Hervey Bay’s Yvette Gale was forced to endure 13 hours waiting for a hospital bed and still has no clear diagnosis of what put her there.
Hervey Bay’s Yvette Gale was forced to endure 13 hours waiting for a hospital bed and still has no clear diagnosis of what put her there. KARLEILA THOMSEN

'Thirld world' health standard

RUSHED to hospital with sky-high blood pressure and acute chest pain, Yvette Gale thought she was in the right place but after lying on a gurney in Emergency for 13 hours she still hadn’t been found a bed.

The Pialba retiree was sent straight to Hervey Bay Hospital on August 6 after her doctor said her blood pressure was so high there was an “imminent” threat of heart attack or stroke.

When she arrived in the accident and emergency department, Ms Gale, who had just celebrated her 70th birthday, was wheeled down the hallway for tests.

Shortly after she suffered what she believed was a heart attack which was followed by a fit.

After being treated, a fragile Ms Gale was told she would be admitted to hospital but she says that she was then left alone with her husband for hours.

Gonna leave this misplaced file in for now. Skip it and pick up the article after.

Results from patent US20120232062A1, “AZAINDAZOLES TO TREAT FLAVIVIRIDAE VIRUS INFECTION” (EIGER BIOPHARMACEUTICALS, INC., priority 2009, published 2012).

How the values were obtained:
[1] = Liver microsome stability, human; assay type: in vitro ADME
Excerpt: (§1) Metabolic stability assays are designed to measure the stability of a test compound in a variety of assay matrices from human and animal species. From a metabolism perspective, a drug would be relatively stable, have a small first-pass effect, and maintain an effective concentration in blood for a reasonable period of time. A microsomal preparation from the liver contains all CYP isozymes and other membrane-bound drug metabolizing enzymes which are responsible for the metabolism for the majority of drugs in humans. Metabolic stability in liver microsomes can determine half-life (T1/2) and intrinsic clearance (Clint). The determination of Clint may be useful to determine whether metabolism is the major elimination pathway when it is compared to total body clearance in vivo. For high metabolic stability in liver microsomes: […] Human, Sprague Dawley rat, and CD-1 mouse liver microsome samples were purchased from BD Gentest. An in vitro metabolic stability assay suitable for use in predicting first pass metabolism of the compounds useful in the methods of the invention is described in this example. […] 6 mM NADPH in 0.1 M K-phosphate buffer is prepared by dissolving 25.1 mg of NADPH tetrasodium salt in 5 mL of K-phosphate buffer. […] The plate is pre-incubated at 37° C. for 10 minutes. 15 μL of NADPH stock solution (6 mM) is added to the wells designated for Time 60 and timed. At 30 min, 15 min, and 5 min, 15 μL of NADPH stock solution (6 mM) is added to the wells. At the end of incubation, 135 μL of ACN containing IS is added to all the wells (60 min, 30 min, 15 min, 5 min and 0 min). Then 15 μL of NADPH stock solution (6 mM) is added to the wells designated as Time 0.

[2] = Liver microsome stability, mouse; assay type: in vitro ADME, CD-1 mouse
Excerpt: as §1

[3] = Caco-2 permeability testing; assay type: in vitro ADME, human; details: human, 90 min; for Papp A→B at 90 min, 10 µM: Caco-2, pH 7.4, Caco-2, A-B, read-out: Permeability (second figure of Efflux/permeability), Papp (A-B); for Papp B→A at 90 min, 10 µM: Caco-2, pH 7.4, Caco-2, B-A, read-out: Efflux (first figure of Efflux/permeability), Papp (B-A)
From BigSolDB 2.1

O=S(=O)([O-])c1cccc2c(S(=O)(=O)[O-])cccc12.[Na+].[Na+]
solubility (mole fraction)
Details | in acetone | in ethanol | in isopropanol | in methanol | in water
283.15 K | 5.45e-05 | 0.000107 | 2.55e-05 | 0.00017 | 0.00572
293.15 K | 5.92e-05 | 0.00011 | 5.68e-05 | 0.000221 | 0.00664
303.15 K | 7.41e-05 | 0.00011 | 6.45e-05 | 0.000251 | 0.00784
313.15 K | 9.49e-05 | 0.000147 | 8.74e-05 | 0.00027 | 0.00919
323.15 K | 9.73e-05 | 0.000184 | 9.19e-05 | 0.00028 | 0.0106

“It was 10-to-four in the afternoon when we arrived at that place and I was only wheeled down that corridor to a ward at 4.30am the next morning,” Ms Gale said.

“It was third world like.”

Queensland Health said Ms Gale was suffering from hypertension and didn’t suffer a heart attack.

They also said she was examined by a doctor eight minutes after she presented in Emergency but didn’t comment on the reasons why it took so long for her to be admitted to a ward.

When asked why she was discharged before her illness had been identified Queensland Health said her symptoms were best managed under the care of her own GP.

While she says she is not normally a “whinger”, Ms Gale was so outraged by a Queensland Health article in the Chronicle that she felt she had to say something.

The article quoted the department’s Wide Bay chief Beth Norton as saying that the median waiting time to be admitted to an inpatient bed from the emergency department was six hours and 47 minutes.

Ms Gale said not only was she forced to wait for an “agonising” period of time, but she was also discharged five days later without a clear diagnosis.

She was also concerned that her medical files sent to the hospital by her GP had been “lost”.

The next step is a stress test on September 8 and in the mean time, Ms Gale is too weak and too scared to leave her house.

“They still don’t know what caused the high blood pressure and I still have terrible chest pain. I’m too scared to go far in case I have another attack.”



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